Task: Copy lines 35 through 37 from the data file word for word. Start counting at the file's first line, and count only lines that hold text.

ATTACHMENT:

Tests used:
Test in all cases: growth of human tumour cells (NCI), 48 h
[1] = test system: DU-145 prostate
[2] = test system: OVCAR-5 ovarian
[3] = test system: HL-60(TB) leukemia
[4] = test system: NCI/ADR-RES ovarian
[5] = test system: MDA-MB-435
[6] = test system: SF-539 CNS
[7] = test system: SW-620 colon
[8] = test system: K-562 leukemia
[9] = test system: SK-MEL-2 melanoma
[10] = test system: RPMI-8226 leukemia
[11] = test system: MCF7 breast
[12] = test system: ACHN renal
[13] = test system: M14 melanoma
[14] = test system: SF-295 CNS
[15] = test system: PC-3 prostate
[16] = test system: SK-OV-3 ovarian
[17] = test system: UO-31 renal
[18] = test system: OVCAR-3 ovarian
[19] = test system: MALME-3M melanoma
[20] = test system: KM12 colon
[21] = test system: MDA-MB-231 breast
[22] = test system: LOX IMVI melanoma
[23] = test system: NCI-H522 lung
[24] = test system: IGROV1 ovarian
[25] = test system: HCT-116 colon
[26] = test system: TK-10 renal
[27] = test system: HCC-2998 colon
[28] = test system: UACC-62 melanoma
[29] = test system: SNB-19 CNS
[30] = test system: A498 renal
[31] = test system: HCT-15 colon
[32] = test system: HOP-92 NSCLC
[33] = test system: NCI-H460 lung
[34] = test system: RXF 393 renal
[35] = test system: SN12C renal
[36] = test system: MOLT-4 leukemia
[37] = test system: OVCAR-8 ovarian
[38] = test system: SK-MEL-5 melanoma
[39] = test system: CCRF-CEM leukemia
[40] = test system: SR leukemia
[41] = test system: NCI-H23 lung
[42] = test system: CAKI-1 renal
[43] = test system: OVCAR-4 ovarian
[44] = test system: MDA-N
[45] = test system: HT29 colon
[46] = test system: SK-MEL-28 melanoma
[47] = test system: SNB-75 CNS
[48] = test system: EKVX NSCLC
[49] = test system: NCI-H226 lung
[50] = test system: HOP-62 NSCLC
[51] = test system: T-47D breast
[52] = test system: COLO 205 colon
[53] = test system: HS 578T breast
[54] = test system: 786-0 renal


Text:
[33] = test system: NCI-H460 lung
[34] = test system: RXF 393 renal
[35] = test system: SN12C renal